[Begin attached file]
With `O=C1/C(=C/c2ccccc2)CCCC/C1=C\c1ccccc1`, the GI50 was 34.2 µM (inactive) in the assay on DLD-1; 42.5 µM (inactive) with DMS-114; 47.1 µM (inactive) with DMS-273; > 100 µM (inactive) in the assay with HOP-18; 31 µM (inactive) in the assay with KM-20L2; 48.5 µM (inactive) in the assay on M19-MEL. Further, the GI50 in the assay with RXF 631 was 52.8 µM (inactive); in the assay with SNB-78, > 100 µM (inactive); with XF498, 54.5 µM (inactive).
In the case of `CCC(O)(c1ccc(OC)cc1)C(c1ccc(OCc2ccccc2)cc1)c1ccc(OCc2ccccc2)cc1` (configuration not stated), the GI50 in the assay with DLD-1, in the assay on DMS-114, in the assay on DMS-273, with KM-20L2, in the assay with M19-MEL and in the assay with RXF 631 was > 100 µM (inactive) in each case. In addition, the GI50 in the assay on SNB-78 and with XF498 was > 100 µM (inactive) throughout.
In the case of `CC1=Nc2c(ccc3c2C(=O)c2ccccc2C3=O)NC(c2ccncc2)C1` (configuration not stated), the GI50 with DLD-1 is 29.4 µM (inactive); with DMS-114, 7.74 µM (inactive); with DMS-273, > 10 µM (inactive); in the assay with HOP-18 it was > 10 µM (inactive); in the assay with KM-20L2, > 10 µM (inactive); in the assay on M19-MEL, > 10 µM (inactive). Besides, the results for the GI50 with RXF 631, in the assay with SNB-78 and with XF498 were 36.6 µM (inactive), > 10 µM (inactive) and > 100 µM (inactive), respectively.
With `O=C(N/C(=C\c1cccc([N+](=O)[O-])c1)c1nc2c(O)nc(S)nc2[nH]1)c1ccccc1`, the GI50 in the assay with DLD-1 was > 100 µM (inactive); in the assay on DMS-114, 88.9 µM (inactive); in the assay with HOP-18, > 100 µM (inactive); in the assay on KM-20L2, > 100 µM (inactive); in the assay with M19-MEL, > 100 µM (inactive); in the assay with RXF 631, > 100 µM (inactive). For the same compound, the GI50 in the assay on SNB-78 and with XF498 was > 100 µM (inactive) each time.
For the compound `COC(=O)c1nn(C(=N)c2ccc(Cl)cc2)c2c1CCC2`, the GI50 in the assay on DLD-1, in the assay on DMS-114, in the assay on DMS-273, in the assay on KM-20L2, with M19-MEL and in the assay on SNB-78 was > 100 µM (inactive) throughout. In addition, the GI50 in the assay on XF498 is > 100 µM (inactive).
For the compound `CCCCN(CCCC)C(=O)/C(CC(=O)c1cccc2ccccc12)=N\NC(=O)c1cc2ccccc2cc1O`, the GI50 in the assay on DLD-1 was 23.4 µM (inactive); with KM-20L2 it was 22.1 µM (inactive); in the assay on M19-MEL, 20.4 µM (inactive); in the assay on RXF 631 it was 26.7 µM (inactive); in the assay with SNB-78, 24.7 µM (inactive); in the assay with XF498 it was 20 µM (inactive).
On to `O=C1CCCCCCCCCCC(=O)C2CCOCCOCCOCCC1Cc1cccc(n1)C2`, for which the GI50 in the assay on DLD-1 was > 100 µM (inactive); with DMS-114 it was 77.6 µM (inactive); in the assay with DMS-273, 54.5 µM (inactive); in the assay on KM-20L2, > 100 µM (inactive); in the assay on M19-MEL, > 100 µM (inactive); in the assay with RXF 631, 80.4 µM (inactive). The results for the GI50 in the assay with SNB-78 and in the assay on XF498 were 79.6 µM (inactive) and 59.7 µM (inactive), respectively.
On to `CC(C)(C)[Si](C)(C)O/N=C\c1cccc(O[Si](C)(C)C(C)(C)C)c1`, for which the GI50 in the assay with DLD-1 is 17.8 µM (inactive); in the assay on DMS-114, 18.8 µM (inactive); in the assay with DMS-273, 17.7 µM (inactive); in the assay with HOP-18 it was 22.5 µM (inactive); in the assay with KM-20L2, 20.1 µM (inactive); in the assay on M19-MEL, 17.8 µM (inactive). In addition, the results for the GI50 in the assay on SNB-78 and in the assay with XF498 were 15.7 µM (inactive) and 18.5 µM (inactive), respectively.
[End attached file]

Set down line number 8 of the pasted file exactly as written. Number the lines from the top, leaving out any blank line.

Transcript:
On to `CC(C)(C)[Si](C)(C)O/N=C\c1cccc(O[Si](C)(C)C(C)(C)C)c1`, for which the GI50 in the assay with DLD-1 is 17.8 µM (inactive); in the assay on DMS-114, 18.8 µM (inactive); in the assay with DMS-273, 17.7 µM (inactive); in the assay with HOP-18 it was 22.5 µM (inactive); in the assay with KM-20L2, 20.1 µM (inactive); in the assay on M19-MEL, 17.8 µM (inactive). In addition, the results for the GI50 in the assay on SNB-78 and in the assay with XF498 were 15.7 µM (inactive) and 18.5 µM (inactive), respectively.